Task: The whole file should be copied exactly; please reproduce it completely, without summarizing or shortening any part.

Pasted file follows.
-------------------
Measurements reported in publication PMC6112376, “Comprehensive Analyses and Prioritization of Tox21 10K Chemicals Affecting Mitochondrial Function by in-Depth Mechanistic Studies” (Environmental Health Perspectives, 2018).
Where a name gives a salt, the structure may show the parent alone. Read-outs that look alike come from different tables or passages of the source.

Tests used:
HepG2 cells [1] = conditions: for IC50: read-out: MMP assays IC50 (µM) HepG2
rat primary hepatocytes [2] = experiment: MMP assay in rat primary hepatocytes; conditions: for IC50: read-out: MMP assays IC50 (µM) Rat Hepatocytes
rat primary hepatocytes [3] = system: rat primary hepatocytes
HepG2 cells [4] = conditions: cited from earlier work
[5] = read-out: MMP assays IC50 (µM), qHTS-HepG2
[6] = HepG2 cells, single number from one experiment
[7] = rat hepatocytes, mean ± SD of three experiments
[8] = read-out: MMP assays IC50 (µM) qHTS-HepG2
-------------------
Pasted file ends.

Measurements reported in publication PMC6112376, “Comprehensive Analyses and Prioritization of Tox21 10K Chemicals Affecting Mitochondrial Function by in-Depth Mechanistic Studies” (Environmental Health Perspectives, 2018).
Where a name gives a salt, the structure may show the parent alone. Read-outs that look alike come from different tables or passages of the source.

Tests used:
HepG2 cells [1] = conditions: for IC50: read-out: MMP assays IC50 (µM) HepG2
rat primary hepatocytes [2] = experiment: MMP assay in rat primary hepatocytes; conditions: for IC50: read-out: MMP assays IC50 (µM) Rat Hepatocytes
rat primary hepatocytes [3] = system: rat primary hepatocytes
HepG2 cells [4] = conditions: cited from earlier work
[5] = read-out: MMP assays IC50 (µM), qHTS-HepG2
[6] = HepG2 cells, single number from one experiment
[7] = rat hepatocytes, mean ± SD of three experiments
[8] = read-out: MMP assays IC50 (µM) qHTS-HepG2